If the primary probe oligonucleotide and the target nucleotide sequence do not match perfectly at the cleavage site (e.g., as with the Mut primary probe and the WT target, FIG. 1, panel B), the overlapped structure does not form and cleavage is suppressed. The structure specific enzyme (e.g., CLEAVASE VIII enzyme, Third Wave Technologies) used cleaves the overlapped structure more efficiently (e.g. at least 340-fold) than the non-overlapping structure, allowing excellent discrimination of the alleles.

The probes turn over without temperature cycling to produce many signals per target (i.e., linear signal amplification). Similarly, each target-specific product can enable the cleavage of many FRET probes.

The primary INVADER assay reaction is directed against the target DNA or RNA being detected. The target nucleic acid is the limiting component in the first invasive cleavage, since the INVADER oligonucleotide and primary probe are supplied in molar excess. In the second invasive cleavage, it is the released fragment that is limiting. When these two cleavage reactions are performed sequentially, the fluorescence signal from the composite reaction accumulates linearly with respect to the amount of target nucleic acid.

In certain embodiments, the INVADER assay, or other nucleotide detection assays, are performed with accessible site designed oligonucleotides (e.g. 3′ end labeled) and/or bridging oligonucleotides (e.g 3′ end labeled). Such methods, procedures and compositions are described in U.S. Pat. No. 6,194,149, WO9850403, and WO0198537, all of which are specifically incorporated by reference in their entireties.

In certain embodiments, the target nucleic acid sequence is amplified prior to detection (e.g. such that synthetic nucleic acid is generated). In some embodiments, the target nucleic acid comprises genomic DNA. In other embodiments, the target nucleic acid comprises synthetic DNA or RNA. In some preferred embodiments, synthetic DNA within a sample is created using a purified polymerase. In some preferred embodiments, creation of synthetic DNA using a purified polymerase comprises the use of PCR. In other preferred embodiments, creation of synthetic DNA using a purified DNA polymerase, suitable for use with the methods of the present invention, comprises use of rolling circle amplification, (e.g., as in U.S. Pat. Nos. 6,210,884, 6,183,960 and 6,235,502, herein incorporated by reference in their entireties). In other preferred embodiments, creation of synthetic DNA comprises copying genomic DNA by priming from a plurality of sites on a genomic DNA sample. In some embodiments, priming from a plurality of sites on a genomic DNA sample comprises using short (e.g., fewer than about 8 nucleotides) oligonucleotide primers. In other embodiments, priming from a plurality of sites on a genomic DNA comprises extension of 3′ ends in nicked, double-stranded genomic DNA (i.e., where a 3′ hydroxyl group has been made available for extension by breakage or cleavage of one strand of a double stranded region of DNA). Some examples of making synthetic DNA using a purified polymerase on nicked genomic DNAs, suitable for use with the methods and compositions of the present invention, are provided in U.S. Pat. No. 6,117,634, issued Sep. 12, 2000, and U.S. Pat. No. 6,197,557, issued Mar. 6, 2001, and in PCT application WO 98/39485, each incorporated by reference herein in their entireties for all purposes.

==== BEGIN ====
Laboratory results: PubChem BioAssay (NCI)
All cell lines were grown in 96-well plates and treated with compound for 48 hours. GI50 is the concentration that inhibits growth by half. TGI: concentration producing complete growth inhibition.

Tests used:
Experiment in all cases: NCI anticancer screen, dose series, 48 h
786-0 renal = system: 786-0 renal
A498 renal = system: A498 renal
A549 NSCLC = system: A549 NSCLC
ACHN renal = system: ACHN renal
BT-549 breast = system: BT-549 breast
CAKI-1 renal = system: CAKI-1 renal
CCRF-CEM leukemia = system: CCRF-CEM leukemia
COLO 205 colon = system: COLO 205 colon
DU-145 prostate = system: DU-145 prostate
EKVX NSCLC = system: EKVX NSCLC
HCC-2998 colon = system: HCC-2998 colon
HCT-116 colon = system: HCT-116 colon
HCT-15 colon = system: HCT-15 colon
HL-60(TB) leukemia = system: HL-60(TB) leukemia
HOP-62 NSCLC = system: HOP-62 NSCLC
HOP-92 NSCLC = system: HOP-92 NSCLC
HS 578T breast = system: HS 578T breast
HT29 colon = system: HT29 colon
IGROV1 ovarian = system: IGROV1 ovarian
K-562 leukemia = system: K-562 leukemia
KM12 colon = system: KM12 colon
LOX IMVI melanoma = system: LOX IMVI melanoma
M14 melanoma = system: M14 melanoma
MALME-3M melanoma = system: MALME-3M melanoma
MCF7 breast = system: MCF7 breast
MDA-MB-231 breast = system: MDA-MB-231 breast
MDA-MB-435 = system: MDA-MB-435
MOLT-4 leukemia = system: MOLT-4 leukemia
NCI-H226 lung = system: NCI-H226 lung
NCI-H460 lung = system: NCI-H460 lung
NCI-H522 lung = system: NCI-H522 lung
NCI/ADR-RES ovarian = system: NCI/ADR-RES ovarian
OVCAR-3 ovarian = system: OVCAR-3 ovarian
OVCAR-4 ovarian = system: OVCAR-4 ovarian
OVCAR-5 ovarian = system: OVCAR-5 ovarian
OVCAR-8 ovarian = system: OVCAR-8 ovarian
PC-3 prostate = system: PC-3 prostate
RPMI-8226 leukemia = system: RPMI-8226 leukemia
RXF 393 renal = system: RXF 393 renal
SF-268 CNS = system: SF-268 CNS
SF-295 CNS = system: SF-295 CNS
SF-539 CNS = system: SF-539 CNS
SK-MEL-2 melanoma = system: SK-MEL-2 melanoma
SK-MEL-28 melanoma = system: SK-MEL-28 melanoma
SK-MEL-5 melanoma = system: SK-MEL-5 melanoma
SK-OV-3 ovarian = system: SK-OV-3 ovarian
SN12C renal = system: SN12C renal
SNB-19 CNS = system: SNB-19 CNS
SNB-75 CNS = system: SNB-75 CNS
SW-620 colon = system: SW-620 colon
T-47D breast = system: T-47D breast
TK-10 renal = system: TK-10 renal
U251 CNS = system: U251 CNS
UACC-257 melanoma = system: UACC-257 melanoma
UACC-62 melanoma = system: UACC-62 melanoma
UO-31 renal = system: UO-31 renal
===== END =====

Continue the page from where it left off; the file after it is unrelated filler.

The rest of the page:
In some embodiments, the present invention provides methods for detecting a target sequence, comprising: providing a) a sample containing DNA (e.g. amplified by extension of 3′ ends in nicked double-stranded genomic DNA), said genomic DNA suspected of containing said target sequence; b) oligonucleotides (e.g. at least one of which comprises a 3′ end group) capable of forming an invasive cleavage structure in the presence of said target sequence; and c) exposing the sample to the oligonucleotides and an agent. In some embodiments, the agent comprises a cleavage agent. In some particularly preferred embodiments, the method of the invention further comprises the step of detecting said cleavage product.

In some preferred embodiments, the exposing of the sample to the oligonucleotides and the agent comprises exposing the sample to the oligonucleotides and the agent under conditions wherein an invasive cleavage structure is formed between said target sequence and said oligonucleotides if said target sequence is present in said sample, wherein said invasive cleavage structure is cleaved by said cleavage agent to form a cleavage product. In some preferred embodiments, the target sequence comprises a first region and a second region, said second region downstream of and contiguous to said first region, and said oligonucleotides comprise first and second oligonucleotides, said wherein at least a portion of said first oligonucleotide (downstream oligonucleotide) is completely complementary to said first portion of said target sequence and wherein said second oligonucleotide (upstream oligonucleotide) comprises a 3′ portion and a 5′ portion, wherein said 5′ portion is completely complementary to said second portion of said target nucleic acid.